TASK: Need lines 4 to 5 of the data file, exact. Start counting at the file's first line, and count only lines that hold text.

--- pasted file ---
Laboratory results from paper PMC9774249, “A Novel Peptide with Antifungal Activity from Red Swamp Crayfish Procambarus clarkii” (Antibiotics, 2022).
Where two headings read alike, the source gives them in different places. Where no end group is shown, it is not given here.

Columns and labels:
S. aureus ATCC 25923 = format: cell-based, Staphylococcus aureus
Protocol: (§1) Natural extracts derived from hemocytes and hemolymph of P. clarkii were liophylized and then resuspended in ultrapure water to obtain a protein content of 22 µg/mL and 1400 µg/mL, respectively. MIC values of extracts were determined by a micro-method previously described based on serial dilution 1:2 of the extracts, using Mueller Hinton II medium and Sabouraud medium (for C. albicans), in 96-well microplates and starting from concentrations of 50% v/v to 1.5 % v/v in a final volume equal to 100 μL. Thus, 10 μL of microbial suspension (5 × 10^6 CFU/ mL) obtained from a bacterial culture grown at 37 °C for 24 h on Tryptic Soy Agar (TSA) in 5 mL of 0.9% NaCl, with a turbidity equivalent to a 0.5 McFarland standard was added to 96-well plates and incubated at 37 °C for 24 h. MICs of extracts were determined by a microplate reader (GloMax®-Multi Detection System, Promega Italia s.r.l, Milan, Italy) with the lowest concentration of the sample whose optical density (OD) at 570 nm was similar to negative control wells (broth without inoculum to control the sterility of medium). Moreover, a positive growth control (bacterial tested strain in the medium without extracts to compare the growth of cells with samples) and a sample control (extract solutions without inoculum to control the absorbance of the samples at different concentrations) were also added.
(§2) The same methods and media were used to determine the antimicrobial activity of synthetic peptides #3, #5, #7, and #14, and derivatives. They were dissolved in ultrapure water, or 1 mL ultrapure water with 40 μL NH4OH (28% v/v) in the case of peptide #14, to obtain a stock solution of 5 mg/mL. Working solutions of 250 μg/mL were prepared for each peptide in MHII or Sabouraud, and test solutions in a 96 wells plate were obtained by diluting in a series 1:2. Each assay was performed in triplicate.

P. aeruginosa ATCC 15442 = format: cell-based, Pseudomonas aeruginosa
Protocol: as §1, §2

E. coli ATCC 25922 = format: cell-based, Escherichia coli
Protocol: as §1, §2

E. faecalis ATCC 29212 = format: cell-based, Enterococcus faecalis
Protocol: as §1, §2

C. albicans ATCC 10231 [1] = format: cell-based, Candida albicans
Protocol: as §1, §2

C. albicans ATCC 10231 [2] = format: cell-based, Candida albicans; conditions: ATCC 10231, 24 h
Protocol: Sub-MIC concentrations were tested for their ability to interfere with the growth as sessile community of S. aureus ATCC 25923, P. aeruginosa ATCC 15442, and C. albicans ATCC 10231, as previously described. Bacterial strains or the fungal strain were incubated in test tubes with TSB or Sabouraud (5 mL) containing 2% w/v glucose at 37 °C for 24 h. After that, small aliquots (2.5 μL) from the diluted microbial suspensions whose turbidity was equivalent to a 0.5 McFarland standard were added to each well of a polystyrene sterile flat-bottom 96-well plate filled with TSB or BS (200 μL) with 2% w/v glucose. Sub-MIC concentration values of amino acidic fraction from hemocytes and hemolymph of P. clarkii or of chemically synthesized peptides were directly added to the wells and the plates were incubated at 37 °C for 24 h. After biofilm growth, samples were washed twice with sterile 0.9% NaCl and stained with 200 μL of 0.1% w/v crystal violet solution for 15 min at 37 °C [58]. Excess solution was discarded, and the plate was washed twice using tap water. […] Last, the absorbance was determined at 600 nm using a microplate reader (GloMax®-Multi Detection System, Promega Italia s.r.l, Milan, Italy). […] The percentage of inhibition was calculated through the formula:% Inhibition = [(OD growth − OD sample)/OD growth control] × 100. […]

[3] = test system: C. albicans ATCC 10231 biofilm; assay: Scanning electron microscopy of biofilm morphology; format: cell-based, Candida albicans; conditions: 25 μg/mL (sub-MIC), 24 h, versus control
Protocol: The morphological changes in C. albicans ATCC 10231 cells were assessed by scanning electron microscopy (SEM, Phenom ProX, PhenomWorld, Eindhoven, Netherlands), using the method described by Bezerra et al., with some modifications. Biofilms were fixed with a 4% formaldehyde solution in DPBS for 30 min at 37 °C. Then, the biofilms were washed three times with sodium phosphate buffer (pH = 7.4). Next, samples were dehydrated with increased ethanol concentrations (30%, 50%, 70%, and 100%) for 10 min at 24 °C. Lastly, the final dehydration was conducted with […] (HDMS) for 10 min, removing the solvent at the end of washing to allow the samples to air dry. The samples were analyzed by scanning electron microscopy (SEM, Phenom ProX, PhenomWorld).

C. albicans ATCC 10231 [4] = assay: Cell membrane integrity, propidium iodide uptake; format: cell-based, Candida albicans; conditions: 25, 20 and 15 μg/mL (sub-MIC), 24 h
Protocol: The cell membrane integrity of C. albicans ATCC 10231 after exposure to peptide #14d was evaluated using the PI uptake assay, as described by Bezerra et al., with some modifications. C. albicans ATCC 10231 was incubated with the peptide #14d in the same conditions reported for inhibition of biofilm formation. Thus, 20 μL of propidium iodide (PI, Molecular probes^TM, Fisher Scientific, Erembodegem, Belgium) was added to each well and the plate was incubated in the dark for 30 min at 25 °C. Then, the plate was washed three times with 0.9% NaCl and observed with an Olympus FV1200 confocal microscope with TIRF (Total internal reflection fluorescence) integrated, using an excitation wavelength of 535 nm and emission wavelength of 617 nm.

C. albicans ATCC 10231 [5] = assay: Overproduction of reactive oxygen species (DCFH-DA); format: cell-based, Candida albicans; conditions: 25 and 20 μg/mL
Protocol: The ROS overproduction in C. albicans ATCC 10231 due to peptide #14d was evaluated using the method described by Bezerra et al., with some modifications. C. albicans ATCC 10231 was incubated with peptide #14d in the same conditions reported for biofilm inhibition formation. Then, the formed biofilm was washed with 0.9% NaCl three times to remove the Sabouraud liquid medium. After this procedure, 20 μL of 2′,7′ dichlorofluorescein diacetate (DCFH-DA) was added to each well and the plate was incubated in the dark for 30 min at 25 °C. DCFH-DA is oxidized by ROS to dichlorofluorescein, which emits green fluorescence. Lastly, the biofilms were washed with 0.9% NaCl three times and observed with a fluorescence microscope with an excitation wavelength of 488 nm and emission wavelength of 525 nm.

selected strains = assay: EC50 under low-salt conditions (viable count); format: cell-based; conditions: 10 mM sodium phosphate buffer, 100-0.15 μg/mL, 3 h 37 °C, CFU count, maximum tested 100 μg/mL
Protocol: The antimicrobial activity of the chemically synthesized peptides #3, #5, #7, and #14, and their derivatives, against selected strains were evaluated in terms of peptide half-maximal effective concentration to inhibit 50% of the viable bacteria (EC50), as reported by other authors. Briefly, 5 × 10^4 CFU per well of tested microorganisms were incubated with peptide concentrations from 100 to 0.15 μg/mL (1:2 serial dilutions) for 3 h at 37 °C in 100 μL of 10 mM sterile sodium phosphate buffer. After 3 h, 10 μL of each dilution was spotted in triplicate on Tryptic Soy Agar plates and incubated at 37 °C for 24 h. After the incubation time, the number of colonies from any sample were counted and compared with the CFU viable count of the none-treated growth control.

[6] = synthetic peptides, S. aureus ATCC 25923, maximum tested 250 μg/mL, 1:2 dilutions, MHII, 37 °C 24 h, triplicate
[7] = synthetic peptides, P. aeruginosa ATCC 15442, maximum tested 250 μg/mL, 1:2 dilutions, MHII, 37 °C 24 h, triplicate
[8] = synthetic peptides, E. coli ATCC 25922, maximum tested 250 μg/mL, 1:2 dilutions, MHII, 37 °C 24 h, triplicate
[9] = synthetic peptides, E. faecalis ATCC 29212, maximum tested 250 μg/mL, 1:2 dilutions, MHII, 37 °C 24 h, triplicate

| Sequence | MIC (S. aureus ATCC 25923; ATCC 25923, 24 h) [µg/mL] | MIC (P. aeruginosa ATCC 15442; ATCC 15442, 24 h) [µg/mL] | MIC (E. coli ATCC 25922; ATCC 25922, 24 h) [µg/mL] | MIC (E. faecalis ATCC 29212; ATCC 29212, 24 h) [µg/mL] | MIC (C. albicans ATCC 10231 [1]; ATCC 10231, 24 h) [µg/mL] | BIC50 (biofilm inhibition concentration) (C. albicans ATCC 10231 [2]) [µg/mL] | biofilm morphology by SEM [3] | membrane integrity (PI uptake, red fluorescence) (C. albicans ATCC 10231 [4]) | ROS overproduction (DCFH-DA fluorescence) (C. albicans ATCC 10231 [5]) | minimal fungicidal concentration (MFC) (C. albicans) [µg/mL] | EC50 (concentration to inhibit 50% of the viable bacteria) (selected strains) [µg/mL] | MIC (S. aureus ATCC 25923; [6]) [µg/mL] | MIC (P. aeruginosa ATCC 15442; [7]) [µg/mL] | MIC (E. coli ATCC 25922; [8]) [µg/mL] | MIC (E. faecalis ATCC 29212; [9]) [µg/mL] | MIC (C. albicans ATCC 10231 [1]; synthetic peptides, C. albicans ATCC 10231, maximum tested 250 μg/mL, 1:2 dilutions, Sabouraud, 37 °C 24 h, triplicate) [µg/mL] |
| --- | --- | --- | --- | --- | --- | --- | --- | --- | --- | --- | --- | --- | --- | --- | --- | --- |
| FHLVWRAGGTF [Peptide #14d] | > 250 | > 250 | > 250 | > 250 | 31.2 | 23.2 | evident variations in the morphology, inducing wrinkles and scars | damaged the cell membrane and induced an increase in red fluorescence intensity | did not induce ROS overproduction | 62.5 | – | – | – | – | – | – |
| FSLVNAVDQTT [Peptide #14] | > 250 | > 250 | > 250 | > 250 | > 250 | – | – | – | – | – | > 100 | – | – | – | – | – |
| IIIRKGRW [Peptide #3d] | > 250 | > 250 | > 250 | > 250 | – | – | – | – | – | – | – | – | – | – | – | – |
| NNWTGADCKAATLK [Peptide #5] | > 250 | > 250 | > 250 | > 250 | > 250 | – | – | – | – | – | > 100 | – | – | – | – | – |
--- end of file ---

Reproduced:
S. aureus ATCC 25923 = format: cell-based, Staphylococcus aureus
Protocol: (§1) Natural extracts derived from hemocytes and hemolymph of P. clarkii were liophylized and then resuspended in ultrapure water to obtain a protein content of 22 µg/mL and 1400 µg/mL, respectively. MIC values of extracts were determined by a micro-method previously described based on serial dilution 1:2 of the extracts, using Mueller Hinton II medium and Sabouraud medium (for C. albicans), in 96-well microplates and starting from concentrations of 50% v/v to 1.5 % v/v in a final volume equal to 100 μL. Thus, 10 μL of microbial suspension (5 × 10^6 CFU/ mL) obtained from a bacterial culture grown at 37 °C for 24 h on Tryptic Soy Agar (TSA) in 5 mL of 0.9% NaCl, with a turbidity equivalent to a 0.5 McFarland standard was added to 96-well plates and incubated at 37 °C for 24 h. MICs of extracts were determined by a microplate reader (GloMax®-Multi Detection System, Promega Italia s.r.l, Milan, Italy) with the lowest concentration of the sample whose optical density (OD) at 570 nm was similar to negative control wells (broth without inoculum to control the sterility of medium). Moreover, a positive growth control (bacterial tested strain in the medium without extracts to compare the growth of cells with samples) and a sample control (extract solutions without inoculum to control the absorbance of the samples at different concentrations) were also added.